Please note: This information was current at the time of publication but now may be out of date. This handout provides a general overview and may not apply to everyone. 

brand logo

Am Fam Physician. 2007;75(10):1530

See related article on cerumen impaction.

What is earwax?

Earwax, or cerumen (suh-ROO-mun), is a wax made in your ear. It protects the skin inside your ear canal.

Can earwax cause a problem?

Not in most people. But wax can build up and block your ear canal. This can cause pain, hearing problems, ringing in the ear, or dizziness.

Who gets earwax buildup?

Anyone can get it. It is more likely in:

  • Older people

  • People with mental retardation

  • People who use cotton swabs in their ears

  • People who wear hearing aids or earplugs

How can my doctor tell if I have too much earwax?

Your doctor can look into your ear canal to see if there is too much wax or if it is blocking your ear canal.

What if I have earwax buildup?

Your doctor can remove wax buildup with an ear spoon, use ear drops to soften the wax, or wash out the ear with water. There are many over-the-counter products that can remove wax. If you use one of these, be sure to follow the directions on the package. Never put cotton swabs or other items into your ear canal (see picture). Talk to your doctor if you are worried about wax buildup.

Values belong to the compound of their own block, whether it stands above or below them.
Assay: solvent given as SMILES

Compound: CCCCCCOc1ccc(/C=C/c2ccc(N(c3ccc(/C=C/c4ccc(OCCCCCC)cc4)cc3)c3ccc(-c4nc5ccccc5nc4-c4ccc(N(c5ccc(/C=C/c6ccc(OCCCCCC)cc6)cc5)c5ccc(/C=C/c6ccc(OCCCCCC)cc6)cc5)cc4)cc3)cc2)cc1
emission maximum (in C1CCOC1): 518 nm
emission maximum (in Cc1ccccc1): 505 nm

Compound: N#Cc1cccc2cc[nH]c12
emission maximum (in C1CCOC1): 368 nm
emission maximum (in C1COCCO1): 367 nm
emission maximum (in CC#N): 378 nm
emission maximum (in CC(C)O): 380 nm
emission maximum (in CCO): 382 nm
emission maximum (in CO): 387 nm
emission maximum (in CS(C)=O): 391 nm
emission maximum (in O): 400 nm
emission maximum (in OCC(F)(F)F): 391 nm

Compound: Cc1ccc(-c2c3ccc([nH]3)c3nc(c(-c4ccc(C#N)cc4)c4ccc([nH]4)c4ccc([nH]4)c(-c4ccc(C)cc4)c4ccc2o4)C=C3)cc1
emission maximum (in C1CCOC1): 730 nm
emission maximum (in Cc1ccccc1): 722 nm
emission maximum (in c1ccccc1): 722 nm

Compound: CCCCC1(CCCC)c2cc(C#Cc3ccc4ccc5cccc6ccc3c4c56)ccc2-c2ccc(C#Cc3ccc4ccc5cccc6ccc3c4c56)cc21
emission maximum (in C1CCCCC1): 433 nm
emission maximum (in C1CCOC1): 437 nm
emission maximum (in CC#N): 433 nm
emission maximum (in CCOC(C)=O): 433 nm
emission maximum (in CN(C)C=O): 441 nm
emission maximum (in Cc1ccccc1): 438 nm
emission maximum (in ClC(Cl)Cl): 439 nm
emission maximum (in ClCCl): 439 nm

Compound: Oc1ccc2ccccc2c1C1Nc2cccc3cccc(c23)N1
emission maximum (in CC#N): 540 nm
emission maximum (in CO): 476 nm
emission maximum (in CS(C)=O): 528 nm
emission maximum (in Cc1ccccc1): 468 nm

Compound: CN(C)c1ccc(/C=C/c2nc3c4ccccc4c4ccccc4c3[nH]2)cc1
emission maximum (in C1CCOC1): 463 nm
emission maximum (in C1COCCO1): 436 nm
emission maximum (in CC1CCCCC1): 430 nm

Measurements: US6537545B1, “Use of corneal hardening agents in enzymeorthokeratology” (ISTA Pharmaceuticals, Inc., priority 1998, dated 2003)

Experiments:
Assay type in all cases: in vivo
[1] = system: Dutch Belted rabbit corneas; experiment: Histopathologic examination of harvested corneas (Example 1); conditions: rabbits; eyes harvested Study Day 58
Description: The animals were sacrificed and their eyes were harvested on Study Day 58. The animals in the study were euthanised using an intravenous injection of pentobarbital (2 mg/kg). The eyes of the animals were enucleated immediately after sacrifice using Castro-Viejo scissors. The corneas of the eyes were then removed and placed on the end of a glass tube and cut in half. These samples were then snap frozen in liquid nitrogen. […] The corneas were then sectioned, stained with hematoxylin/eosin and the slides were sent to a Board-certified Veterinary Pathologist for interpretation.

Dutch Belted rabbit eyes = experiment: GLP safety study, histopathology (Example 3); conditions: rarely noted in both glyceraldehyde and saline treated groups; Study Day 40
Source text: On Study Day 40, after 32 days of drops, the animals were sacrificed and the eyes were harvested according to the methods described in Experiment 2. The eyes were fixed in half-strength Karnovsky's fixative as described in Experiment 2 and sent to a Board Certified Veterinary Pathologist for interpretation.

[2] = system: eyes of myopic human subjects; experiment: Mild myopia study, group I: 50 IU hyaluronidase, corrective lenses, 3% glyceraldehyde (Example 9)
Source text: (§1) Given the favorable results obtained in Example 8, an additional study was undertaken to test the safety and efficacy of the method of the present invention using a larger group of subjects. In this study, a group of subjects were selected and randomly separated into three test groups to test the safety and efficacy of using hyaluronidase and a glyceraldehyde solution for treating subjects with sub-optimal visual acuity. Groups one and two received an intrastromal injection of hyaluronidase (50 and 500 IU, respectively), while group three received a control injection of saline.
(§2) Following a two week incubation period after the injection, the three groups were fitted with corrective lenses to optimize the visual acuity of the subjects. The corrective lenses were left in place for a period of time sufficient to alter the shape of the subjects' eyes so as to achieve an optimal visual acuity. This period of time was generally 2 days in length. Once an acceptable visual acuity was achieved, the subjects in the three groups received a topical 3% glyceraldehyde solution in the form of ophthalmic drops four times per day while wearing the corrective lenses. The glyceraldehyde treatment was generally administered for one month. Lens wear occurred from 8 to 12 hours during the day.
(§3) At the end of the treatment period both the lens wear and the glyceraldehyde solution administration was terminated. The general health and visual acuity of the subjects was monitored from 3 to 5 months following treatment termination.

Continue Reading

More in AFP

More in PubMed

Copyright © 2007 by the American Academy of Family Physicians.

This content is owned by the AAFP. A person viewing it online may make one printout of the material and may use that printout only for his or her personal, non-commercial reference. This material may not otherwise be downloaded, copied, printed, stored, transmitted or reproduced in any medium, whether now known or later invented, except as authorized in writing by the AAFP.  See permissions for copyright questions and/or permission requests.